Interview: Jessica Paindiris of The Clarion List
We sat down with Jessica Paindiris of The Clarion List to talk about the platform and how it’s changing the art services industry.
H: Tell me a little bit about your background and how you came to be interested in the art world.
JP: My grandparents are artists and I majored in history of art at Yale, but it wasn’t until my marketing career led me to Christie’s that the idea for The Clarion List was born. I’m passionate about preserving art for future generations by helping collectors and artists find the best expert service provider.
H: What sparked the idea for The Clarion List?
JP: The idea for The Clarion List was born during my time in an executive role at Christie’s because I felt something was missing in the art market: lack of transparency and access.
The Clarion List replaces secretive lists and word-of-mouth referrals with a transparent and easy-to-use database of art service companies that is searchable and sortable, complete with reviews and ratings from the community. This enables collectors, artists, advisors and aspiring collectors to find the resources they need, with reviews from others in the art world to guide their choices.
We now list 7,000+ companies in 70 global market in over three dozen categories, including art consultants, appraisers, conservators, law firms, transport companies, collection management software providers, lighting firms, marketing & PR firms, and fund managers.
H: What kinds of people are using The Clarion List? How has their feedback changed your initial idea, if at all?
JP: The Clarion List is being used by collectors, artists, art market professionals, museum registrars, major artist estate managers and fiduciary advisors from around the world. Collectors are bidding out projects, bookmarking companies for future use, and sharing information with each other via reviews. Many gallerists, consultants and other listed companies are also participating by claiming, managing, and updating their listing.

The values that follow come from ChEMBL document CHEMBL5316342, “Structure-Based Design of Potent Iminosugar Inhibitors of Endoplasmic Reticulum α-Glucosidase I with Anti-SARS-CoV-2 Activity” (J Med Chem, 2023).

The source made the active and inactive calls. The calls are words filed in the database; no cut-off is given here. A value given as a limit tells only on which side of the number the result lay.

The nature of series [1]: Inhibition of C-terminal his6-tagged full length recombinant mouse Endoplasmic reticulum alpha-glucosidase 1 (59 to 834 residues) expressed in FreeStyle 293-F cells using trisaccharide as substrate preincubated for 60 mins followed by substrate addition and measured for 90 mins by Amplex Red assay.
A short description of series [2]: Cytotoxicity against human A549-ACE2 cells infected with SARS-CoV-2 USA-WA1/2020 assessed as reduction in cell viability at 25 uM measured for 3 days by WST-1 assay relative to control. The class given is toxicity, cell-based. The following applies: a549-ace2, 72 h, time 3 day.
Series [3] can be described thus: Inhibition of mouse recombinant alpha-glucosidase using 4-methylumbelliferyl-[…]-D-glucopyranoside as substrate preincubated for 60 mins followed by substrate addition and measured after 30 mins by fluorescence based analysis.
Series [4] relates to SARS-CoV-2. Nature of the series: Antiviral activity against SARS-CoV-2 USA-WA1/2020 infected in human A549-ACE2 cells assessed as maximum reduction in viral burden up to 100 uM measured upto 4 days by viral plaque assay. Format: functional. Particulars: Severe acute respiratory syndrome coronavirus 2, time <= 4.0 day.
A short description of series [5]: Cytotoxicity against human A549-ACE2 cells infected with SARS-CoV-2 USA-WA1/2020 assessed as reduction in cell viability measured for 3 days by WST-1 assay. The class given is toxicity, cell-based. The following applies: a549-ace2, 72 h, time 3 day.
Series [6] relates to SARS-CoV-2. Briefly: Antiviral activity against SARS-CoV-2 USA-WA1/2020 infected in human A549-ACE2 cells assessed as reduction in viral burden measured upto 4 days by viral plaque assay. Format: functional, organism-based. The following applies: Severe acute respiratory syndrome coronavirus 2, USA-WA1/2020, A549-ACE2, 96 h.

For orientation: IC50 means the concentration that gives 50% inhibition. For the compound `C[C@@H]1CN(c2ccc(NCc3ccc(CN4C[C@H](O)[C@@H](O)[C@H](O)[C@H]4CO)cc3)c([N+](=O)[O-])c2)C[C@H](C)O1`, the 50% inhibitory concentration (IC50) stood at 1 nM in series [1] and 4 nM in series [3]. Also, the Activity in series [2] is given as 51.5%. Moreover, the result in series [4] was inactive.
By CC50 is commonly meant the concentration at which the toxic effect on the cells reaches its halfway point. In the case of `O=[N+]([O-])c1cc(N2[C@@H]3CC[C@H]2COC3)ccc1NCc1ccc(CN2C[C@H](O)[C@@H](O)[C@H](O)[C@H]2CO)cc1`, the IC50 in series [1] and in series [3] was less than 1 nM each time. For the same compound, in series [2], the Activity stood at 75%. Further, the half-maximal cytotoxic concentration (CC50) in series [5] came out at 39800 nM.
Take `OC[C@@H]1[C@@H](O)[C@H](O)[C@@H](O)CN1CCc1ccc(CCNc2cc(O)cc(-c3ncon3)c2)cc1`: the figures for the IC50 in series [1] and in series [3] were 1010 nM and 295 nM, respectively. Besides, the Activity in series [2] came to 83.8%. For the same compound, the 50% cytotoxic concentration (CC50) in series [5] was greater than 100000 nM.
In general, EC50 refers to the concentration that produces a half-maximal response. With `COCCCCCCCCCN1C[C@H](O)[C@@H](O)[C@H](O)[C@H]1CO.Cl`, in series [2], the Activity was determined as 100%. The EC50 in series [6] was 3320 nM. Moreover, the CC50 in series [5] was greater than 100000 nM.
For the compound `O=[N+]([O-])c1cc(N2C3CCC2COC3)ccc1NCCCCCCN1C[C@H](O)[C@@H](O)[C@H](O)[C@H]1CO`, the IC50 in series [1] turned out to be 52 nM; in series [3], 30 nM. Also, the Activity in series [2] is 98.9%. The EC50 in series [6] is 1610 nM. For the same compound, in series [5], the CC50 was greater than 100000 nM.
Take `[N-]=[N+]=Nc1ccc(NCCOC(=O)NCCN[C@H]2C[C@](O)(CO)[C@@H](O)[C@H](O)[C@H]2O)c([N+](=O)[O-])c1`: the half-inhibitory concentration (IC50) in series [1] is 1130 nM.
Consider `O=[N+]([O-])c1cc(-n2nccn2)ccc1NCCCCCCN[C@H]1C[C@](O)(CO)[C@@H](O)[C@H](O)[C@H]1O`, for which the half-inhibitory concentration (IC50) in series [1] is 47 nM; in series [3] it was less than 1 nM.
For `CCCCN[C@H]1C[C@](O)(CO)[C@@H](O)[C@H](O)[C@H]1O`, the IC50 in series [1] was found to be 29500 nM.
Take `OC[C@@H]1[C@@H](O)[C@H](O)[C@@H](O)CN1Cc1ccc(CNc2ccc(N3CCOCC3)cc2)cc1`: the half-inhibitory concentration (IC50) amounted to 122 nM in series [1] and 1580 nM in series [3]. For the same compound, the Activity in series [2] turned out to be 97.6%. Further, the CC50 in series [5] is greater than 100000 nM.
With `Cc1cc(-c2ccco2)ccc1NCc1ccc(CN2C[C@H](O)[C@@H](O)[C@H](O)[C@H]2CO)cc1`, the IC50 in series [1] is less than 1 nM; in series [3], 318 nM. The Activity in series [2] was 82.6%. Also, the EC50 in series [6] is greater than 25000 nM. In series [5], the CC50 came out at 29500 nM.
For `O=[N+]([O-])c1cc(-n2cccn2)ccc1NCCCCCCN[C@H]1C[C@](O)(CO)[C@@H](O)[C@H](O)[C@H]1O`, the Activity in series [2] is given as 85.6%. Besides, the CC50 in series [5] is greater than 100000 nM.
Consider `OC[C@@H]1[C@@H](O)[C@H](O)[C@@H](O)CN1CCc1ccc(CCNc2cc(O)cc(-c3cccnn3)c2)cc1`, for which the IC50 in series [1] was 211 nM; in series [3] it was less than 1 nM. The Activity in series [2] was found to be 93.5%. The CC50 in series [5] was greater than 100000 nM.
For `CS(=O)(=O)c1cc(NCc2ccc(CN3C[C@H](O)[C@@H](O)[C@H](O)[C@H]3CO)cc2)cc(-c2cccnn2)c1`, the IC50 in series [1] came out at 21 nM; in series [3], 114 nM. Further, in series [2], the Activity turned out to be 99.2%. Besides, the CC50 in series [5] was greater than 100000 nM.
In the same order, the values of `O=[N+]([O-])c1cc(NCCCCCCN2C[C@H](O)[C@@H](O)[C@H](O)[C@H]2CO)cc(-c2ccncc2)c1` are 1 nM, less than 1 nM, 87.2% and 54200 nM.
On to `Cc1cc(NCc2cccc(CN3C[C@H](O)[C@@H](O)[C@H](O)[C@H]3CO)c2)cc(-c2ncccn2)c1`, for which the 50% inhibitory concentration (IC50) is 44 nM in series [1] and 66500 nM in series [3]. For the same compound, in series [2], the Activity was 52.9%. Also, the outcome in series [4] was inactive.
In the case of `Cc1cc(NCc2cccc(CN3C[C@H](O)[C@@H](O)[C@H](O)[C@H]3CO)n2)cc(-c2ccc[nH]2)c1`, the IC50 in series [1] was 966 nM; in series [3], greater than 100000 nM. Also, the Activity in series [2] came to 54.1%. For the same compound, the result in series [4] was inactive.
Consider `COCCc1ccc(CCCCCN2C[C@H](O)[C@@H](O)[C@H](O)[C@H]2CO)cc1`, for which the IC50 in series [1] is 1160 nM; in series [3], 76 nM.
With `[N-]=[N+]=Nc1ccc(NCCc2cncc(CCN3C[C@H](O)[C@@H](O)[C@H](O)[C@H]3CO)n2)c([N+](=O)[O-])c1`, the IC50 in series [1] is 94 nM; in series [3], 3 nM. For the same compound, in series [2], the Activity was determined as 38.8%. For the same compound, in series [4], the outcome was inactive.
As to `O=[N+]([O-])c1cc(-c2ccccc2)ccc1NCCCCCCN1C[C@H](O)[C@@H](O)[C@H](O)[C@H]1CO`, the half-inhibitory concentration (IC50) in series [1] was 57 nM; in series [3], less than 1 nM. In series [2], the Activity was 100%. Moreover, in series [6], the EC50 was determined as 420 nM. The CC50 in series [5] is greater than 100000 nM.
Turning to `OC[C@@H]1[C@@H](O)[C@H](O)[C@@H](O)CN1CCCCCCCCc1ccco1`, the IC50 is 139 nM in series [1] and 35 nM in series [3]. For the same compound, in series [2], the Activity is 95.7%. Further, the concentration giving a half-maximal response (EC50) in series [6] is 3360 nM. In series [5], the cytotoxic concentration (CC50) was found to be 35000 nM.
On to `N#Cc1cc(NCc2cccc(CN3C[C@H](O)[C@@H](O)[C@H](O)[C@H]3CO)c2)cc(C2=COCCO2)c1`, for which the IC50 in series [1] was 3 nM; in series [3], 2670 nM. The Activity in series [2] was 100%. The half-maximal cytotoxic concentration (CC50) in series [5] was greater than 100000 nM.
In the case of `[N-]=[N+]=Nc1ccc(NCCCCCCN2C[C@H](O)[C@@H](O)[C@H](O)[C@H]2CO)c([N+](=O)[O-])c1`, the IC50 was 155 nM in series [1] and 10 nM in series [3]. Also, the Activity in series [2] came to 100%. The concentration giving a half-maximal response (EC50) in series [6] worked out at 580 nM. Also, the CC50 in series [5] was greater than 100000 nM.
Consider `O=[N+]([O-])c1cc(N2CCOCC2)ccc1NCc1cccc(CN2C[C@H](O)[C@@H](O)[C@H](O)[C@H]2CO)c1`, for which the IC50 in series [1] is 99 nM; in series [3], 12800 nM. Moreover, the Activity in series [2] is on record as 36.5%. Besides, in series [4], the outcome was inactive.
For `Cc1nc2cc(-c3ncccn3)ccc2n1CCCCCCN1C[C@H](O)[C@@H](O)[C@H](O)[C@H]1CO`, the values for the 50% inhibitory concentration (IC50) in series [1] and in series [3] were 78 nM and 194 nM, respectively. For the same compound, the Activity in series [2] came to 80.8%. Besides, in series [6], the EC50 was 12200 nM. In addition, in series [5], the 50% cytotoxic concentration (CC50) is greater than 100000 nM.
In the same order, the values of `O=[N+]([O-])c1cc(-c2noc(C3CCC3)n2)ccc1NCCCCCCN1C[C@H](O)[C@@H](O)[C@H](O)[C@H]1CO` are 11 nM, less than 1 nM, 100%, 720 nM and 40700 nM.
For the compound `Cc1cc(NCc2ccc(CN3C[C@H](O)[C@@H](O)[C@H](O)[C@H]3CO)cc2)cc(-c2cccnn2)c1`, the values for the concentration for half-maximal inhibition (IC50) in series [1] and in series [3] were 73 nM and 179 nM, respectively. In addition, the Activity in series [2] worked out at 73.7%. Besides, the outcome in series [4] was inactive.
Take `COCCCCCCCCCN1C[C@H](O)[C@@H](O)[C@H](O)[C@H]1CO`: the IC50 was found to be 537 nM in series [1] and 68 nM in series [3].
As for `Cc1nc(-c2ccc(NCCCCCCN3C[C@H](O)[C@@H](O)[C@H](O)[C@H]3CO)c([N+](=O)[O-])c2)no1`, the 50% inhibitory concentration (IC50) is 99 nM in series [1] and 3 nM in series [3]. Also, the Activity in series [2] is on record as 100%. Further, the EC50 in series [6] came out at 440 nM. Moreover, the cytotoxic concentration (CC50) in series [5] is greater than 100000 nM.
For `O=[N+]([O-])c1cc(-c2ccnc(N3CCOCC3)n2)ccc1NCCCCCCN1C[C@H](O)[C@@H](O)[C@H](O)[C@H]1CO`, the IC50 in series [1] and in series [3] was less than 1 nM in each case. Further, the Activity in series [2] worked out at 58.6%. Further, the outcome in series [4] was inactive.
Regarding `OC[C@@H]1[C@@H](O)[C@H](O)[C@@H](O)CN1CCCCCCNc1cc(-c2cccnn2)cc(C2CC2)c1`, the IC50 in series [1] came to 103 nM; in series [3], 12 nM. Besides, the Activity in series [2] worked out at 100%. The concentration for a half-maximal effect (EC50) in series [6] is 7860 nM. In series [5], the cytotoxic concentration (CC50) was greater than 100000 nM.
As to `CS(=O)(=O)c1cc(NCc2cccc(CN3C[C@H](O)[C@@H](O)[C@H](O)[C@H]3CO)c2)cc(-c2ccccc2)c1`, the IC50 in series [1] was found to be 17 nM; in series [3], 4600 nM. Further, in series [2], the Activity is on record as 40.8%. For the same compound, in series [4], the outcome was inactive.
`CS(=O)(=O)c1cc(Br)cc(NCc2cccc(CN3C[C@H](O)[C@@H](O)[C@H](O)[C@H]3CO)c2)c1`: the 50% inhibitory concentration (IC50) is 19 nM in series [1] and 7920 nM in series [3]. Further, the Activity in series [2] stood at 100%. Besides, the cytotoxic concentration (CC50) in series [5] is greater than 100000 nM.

While we had initially built the site for a core audience of new and aspiring collectors who lacked established networks, we continue to be inundated with positive feedback from veterans in the art world, thanking us for providing this resource. For example, one auction professional told me she had discovered local Los Angeles conservators she had not known of before, and a veteran NYC art consultant thanked me for enabling her to find a framer for a client moving to Denver. Art market professionals have actually become a core audience.
H: What is one thing that has surprised you or has changed how you think about the art world since you started this company?
JP: I shared the view of many that the art world was slow to embrace technology and its many benefits, and I thought that I was one of the few trying to affect change. But, since The Clarion List’s beta launch in spring 2015, I have realized that there are, in fact, hundreds of industrious companies helping to bring technology to the industry—either carving out unique and new niches or advancing established business models—in order to add transparency, accessibility and efficiency to the market. We initially had just 18 art service categories, but have had to more than double that number to include tech-driven categories like forensic art analysis firms, catalogue raisonne management software, blockchain databases and more. I recently wrote an editorial on the topic of present technology in the art world, which you can read on the Clarion List blog.
H: What’s next for The Clarion List?
JP: In January, we expanded our database beyond the US and Europe, adding 1,000 new listings in 20 new global markets such as Toronto, Hong Kong, Dubai, Rio, Sydney and more. We plan to continue to grow globally, add new service categories and develop our product features in the future.
Check out The Clarion List, the leading online resource for discovering top rated art service companies worldwide today: www.clarionlist.com